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Melissa D'Arabian Interviewby Pattye Grippo    

Melissa D'ArabianMelissa D'Arabian, season five winner of Food Network Star, is the host of the hit Food Network show Ten Dollar Dinners. Now in her second season, Melissa continues to share delicious dinner ideas for 4 people under $10. This mom of four knows all the great tricks to a perfect Easter! Melissa shares festive ideas for decorating cupcakes, unique tips on dyeing Easter eggs, tried-and-true tricks to perfect hard-boiled eggs, and great ways to customize that typical Easter ham with delectable glazes. Visit Food Network for videos, recipes, and ideas!

For Easter brunch, Melissa feels it's important to utilize those hard-boiled eggs you are making for Easter decorating. So, whether it's what to do with the ones that have cracked or what to do with the leftover, she has a few great brunch options:
* Egg And Roasted Garlic Cream Cheese Baguette
* Asparagus With Tangy-Smoky Dressing

I had a chance to speak with Melissa D'Arabian about food, Easter, and the Ten Dollar Dinners television show.

Question:
What are some of your favorite low-cost Easter dinner tips for a large family gathering?

Melissa D'Arabian:
Here's one of my favorite tricks. The whole thing when you're entertaining is you don't want to feel like you're eating on a budget and more importantly you don't want everyone else to feel nervous about eating too much because there's not enough food. I don't want anyone to walk away from my table hungry or kind of stretched, thinking "I'd better not take too much because I don't know if there's enough for everybody." That's just something I never want to deal with as a hostess. So, if you're finding yourself in that situation then you need to change your menu and make it a less expensive menu so you can have plenty of it.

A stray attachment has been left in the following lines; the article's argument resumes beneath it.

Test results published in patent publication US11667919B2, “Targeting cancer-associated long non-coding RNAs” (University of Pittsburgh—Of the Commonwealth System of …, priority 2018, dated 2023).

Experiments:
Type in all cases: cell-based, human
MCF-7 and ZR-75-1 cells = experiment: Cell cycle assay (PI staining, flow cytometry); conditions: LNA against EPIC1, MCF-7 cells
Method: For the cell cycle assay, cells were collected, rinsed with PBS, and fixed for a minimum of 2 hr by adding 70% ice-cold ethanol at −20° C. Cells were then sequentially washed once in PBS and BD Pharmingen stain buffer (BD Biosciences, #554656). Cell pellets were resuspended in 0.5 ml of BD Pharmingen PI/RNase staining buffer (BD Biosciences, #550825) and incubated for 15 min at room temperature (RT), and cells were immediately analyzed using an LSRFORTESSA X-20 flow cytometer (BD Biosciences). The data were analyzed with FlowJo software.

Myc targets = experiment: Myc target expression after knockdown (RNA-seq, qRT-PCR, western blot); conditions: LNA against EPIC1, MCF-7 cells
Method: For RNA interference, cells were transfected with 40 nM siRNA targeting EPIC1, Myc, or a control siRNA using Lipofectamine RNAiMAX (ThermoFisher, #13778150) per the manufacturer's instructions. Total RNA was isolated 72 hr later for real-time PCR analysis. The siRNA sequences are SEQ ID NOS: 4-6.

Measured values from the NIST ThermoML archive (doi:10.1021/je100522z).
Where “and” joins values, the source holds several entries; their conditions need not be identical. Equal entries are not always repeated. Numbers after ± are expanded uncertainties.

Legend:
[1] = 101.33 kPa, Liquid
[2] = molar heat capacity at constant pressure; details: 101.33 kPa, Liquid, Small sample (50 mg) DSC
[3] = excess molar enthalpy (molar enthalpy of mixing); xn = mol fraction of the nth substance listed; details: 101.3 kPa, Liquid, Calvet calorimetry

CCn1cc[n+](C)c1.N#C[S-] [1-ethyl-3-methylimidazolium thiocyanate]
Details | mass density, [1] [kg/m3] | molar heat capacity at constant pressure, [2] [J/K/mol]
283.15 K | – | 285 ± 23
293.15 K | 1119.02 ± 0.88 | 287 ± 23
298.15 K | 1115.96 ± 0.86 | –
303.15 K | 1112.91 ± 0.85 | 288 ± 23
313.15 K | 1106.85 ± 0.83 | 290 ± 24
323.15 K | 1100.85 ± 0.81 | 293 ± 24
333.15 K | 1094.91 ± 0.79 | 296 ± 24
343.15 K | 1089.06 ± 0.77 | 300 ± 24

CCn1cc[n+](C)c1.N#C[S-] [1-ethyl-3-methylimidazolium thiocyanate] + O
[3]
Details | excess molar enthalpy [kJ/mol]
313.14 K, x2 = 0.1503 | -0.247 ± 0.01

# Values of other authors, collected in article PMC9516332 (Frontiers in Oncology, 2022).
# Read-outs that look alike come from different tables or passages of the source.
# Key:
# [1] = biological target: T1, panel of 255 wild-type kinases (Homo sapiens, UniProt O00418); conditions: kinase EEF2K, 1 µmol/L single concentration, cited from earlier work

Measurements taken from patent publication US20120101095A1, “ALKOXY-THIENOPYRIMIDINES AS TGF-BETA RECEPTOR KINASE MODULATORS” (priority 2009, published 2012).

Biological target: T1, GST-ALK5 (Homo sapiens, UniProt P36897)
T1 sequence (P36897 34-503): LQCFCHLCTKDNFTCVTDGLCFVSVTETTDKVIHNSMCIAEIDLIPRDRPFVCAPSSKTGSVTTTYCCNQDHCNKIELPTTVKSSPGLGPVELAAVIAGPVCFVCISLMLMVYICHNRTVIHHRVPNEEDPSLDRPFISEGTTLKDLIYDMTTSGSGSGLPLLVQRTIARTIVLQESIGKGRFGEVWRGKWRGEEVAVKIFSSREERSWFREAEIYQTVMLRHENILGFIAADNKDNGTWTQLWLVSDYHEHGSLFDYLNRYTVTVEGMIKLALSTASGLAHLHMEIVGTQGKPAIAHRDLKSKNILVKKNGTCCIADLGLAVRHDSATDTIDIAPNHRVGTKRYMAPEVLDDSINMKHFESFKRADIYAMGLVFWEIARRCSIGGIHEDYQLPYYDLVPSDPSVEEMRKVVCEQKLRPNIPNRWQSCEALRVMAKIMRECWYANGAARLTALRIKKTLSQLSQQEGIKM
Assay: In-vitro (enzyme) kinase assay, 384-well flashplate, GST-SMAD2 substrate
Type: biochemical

Ok, here are a couple of ideas. One is find a way to work beans into your appetizer. You're going to say "What? That's the craziest thing ever. How can I work beans into my appetizer?" But you absolutely can. You could do a white bean or a black bean hummus, with some day old bread and make some nice olive oil brushed toasts out of it. Or you could do a white bean bruschetta, you know - a bunch of white beans maybe sauteed up with a little bit of garlic and a little bit of onion, maybe deglazed with a little bit of white wine with some herbs, and maybe put in one chopped tomato for the whole big bowl to give it that kind of bruschetta feel. Here's the thing. When people are eating beans in your appetizer - since beans are so cheap if you buy them dried and make them yourself they're so, so cheap, I mean pennies for an entire bowl of beans - you will be amazed that everyone will be so full from having such a nice hearty protein that when it comes to your sit-down meal people are going to eat a lot less and they're going to feel really satisfied.